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US criticises EU's extended money laundering blacklist

Thursday, 14 February, 2019

The European Commission has adopted a new blacklist of non-EU countries alleged to have weak anti-money laundering regimes, extending it from 16 to 23 countries.

The list has grown because of stricter criteria imposed by the EU Fifth Anti-Money Laundering Directive, particularly relating to the availability of information on beneficial ownership of companies or other legal entities that may be used to hide the real beneficiaries of a transaction, including for tax evasion, said the Commission.

Its blacklist takes the official form of a Delegated Regulation to be submitted to the European Parliament and Council for approval within one month, with a possible one-month extension. Once approved, the Regulation will be gazetted in the Official Journal of the European Union and enter into force 20 days later. After that, EU financial institutions will have to apply increased due-diligence checks on customers and financial bodies in these high-risk third countries.

The 23 jurisdictions are: Afghanistan, American Samoa, the Bahamas, Botswana, North Korea, Ethiopia, Ghana, Guam, Iran, Iraq, Libya, Nigeria, Pakistan, Panama, Puerto Rico, Samoa, Saudi Arabia, Sri Lanka, Syria, Trinidad and Tobago, Tunisia, the US Virgin Islands, and Yemen. Only 12 of these are named by the Financial Action Task Force (FATF) in its corresponding list of countries with strategic money laundering deficiencies.

Several US overseas territories are included on the EU list, drawing sharp criticism from Washington. The US Treasury Department issued a statement expressing 'significant concerns about the substance of the list and the flawed process by which it was developed'. It noted that FATF is the global standard-setting body for money laundering assessments.

The EU's process, said Washington, did not include a sufficiently in-depth review; provided listed jurisdictions with only a cursory basis for its determination; gave the listed jurisdictions only a few days’ notice; and did not give them any meaningful opportunity to challenge their inclusion.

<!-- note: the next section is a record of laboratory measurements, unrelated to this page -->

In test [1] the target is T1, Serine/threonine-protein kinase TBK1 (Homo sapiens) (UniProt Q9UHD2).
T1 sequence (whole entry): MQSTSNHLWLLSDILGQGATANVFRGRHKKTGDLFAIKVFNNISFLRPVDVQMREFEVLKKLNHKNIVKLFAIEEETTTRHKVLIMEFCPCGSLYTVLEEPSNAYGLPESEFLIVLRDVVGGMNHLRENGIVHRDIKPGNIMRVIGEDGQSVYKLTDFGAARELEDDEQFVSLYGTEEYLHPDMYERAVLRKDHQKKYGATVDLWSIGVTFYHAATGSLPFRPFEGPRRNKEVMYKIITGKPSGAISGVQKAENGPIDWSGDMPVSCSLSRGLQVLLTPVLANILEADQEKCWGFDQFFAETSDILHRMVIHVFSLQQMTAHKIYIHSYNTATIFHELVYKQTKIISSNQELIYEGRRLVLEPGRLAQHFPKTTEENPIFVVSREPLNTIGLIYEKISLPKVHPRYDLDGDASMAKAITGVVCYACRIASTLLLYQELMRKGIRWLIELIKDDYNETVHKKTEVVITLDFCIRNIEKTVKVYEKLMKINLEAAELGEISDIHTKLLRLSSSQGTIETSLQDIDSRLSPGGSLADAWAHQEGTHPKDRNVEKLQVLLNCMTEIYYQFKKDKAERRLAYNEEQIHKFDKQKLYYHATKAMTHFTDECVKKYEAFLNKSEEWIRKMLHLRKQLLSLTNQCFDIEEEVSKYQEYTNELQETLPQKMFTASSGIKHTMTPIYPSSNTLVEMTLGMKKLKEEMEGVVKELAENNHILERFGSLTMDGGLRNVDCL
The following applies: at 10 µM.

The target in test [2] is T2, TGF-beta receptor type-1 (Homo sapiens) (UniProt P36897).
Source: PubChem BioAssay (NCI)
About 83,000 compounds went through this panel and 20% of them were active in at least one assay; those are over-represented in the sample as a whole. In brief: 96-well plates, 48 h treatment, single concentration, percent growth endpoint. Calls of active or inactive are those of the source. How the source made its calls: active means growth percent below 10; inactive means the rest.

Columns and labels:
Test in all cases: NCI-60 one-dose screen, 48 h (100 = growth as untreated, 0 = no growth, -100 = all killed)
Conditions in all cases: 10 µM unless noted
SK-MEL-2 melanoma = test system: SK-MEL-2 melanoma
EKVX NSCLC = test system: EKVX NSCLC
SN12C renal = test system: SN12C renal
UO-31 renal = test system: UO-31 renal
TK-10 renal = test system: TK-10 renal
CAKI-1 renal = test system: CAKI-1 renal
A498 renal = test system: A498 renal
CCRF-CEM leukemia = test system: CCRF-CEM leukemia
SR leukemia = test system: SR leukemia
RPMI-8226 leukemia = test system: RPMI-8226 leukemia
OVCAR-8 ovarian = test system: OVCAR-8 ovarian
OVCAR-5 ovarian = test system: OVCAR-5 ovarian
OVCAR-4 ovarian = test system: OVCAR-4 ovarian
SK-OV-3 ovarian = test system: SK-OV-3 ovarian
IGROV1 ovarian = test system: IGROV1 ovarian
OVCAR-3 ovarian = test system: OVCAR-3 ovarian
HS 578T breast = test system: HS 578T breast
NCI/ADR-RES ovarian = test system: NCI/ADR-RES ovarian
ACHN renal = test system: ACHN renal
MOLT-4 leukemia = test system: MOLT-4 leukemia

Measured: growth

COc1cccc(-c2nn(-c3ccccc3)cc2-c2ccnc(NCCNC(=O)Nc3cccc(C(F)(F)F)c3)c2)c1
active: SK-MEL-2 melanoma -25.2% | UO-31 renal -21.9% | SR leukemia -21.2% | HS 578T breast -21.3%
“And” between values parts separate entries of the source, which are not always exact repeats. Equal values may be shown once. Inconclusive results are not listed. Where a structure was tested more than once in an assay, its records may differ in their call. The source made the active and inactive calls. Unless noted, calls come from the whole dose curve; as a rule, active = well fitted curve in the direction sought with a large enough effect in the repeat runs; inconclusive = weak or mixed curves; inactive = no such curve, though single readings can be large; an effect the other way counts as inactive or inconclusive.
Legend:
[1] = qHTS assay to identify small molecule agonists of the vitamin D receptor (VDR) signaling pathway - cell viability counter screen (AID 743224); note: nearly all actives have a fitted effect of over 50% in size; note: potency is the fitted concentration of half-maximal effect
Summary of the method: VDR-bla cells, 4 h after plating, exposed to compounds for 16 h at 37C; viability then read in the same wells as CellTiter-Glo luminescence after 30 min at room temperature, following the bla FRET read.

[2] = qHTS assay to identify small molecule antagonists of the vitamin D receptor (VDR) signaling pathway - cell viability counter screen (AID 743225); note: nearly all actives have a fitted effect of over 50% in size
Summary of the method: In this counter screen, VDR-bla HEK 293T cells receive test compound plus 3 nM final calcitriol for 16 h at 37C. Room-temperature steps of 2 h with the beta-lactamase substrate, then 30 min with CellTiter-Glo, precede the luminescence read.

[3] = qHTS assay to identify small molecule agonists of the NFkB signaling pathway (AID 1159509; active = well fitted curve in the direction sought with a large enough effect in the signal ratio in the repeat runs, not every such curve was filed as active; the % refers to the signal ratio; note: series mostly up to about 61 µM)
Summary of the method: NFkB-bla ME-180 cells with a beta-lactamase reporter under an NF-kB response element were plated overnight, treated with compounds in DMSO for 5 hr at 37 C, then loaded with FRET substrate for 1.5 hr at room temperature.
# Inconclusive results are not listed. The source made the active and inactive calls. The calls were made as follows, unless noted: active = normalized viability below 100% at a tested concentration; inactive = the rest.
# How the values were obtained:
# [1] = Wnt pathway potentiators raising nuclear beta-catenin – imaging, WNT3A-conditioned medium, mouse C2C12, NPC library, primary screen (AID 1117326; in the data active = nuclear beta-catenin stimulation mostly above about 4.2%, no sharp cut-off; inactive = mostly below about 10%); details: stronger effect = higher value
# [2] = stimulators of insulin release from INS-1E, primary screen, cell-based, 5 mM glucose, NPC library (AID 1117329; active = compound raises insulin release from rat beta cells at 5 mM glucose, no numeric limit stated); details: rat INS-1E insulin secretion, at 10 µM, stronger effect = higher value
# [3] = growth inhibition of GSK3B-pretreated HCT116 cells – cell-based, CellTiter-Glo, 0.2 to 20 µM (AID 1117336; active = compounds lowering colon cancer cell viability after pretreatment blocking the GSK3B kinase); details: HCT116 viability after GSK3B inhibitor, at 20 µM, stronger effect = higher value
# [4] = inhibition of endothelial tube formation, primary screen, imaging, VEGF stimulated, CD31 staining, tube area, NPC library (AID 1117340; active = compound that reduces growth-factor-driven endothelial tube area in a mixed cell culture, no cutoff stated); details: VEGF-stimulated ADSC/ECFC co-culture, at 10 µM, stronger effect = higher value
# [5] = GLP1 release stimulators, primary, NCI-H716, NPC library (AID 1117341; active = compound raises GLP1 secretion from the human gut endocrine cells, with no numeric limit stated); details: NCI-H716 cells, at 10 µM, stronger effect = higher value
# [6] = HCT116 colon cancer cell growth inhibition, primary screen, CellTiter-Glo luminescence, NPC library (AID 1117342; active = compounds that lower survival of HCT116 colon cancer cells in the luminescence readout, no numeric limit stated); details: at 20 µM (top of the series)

As a result, the European Commission 'produced a list that diverges from the FATF list without reasonable support,’ said the US Treasury statement. It explicitly rejected the inclusion of American Samoa, Guam, Puerto Rico, and the US Virgin Islands on the EU list, and said it does not expect US financial institutions to take the list into account in their money laundering procedures.

Panama also objected to its inclusion. Its president, Juan Carlos Varela, issued a statement warning that Panama's diplomatic representative to the EU, Miguel Verzbolovskis, would be called back for consultations about it. 'Panama was not given the opportunity to report or respond on the actions taken in legislation and practice, to address any deficiency perceived by the Commission', said the statement.

EU justice commissioner Vera Jourova said the EU had 'established the strongest anti-money laundering standards in the world'. She invited the countries listed to remedy their deficiencies swiftly and apply to be removed, as Bosnia-Herzegovina, Guyana, Lao PDR, Uganda and Vanuatu already have been.